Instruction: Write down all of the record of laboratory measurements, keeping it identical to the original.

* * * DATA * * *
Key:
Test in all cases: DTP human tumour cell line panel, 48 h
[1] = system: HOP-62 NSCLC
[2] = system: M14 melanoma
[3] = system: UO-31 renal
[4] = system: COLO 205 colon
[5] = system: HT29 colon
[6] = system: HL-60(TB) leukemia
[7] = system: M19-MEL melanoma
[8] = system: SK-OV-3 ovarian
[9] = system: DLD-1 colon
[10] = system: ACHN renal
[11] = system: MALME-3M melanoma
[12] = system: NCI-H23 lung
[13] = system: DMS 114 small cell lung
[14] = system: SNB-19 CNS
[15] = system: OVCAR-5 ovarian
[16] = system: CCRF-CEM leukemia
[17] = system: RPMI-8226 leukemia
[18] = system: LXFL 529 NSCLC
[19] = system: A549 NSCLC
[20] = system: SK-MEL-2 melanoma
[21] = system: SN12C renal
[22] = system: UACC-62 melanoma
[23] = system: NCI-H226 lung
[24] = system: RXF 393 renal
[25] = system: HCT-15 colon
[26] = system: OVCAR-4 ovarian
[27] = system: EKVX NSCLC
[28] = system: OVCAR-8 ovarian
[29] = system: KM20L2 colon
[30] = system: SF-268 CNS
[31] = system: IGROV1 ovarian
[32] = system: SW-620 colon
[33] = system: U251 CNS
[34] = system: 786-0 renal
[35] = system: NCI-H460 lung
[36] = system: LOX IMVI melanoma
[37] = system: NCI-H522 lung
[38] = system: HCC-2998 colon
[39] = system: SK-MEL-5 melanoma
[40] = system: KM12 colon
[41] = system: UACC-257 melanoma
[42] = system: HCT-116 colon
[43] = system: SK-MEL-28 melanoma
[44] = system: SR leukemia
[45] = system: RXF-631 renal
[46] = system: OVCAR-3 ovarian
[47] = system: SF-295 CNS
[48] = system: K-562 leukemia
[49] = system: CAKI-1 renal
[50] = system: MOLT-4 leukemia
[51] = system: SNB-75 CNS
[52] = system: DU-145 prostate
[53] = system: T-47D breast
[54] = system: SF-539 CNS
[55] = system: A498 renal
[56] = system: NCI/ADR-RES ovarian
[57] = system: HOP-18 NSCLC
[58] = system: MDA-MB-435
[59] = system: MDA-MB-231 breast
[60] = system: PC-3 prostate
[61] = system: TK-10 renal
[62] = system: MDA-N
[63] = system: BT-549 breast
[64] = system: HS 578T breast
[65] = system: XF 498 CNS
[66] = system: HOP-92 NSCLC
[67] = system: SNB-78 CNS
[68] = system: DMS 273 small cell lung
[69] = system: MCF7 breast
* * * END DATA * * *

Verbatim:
Key:
Test in all cases: DTP human tumour cell line panel, 48 h
[1] = system: HOP-62 NSCLC
[2] = system: M14 melanoma
[3] = system: UO-31 renal
[4] = system: COLO 205 colon
[5] = system: HT29 colon
[6] = system: HL-60(TB) leukemia
[7] = system: M19-MEL melanoma
[8] = system: SK-OV-3 ovarian
[9] = system: DLD-1 colon
[10] = system: ACHN renal
[11] = system: MALME-3M melanoma
[12] = system: NCI-H23 lung
[13] = system: DMS 114 small cell lung
[14] = system: SNB-19 CNS
[15] = system: OVCAR-5 ovarian
[16] = system: CCRF-CEM leukemia
[17] = system: RPMI-8226 leukemia
[18] = system: LXFL 529 NSCLC
[19] = system: A549 NSCLC
[20] = system: SK-MEL-2 melanoma
[21] = system: SN12C renal
[22] = system: UACC-62 melanoma
[23] = system: NCI-H226 lung
[24] = system: RXF 393 renal
[25] = system: HCT-15 colon
[26] = system: OVCAR-4 ovarian
[27] = system: EKVX NSCLC
[28] = system: OVCAR-8 ovarian
[29] = system: KM20L2 colon
[30] = system: SF-268 CNS
[31] = system: IGROV1 ovarian
[32] = system: SW-620 colon
[33] = system: U251 CNS
[34] = system: 786-0 renal
[35] = system: NCI-H460 lung
[36] = system: LOX IMVI melanoma
[37] = system: NCI-H522 lung
[38] = system: HCC-2998 colon
[39] = system: SK-MEL-5 melanoma
[40] = system: KM12 colon
[41] = system: UACC-257 melanoma
[42] = system: HCT-116 colon
[43] = system: SK-MEL-28 melanoma
[44] = system: SR leukemia
[45] = system: RXF-631 renal
[46] = system: OVCAR-3 ovarian
[47] = system: SF-295 CNS
[48] = system: K-562 leukemia
[49] = system: CAKI-1 renal
[50] = system: MOLT-4 leukemia
[51] = system: SNB-75 CNS
[52] = system: DU-145 prostate
[53] = system: T-47D breast
[54] = system: SF-539 CNS
[55] = system: A498 renal
[56] = system: NCI/ADR-RES ovarian
[57] = system: HOP-18 NSCLC
[58] = system: MDA-MB-435
[59] = system: MDA-MB-231 breast
[60] = system: PC-3 prostate
[61] = system: TK-10 renal
[62] = system: MDA-N
[63] = system: BT-549 breast
[64] = system: HS 578T breast
[65] = system: XF 498 CNS
[66] = system: HOP-92 NSCLC
[67] = system: SNB-78 CNS
[68] = system: DMS 273 small cell lung
[69] = system: MCF7 breast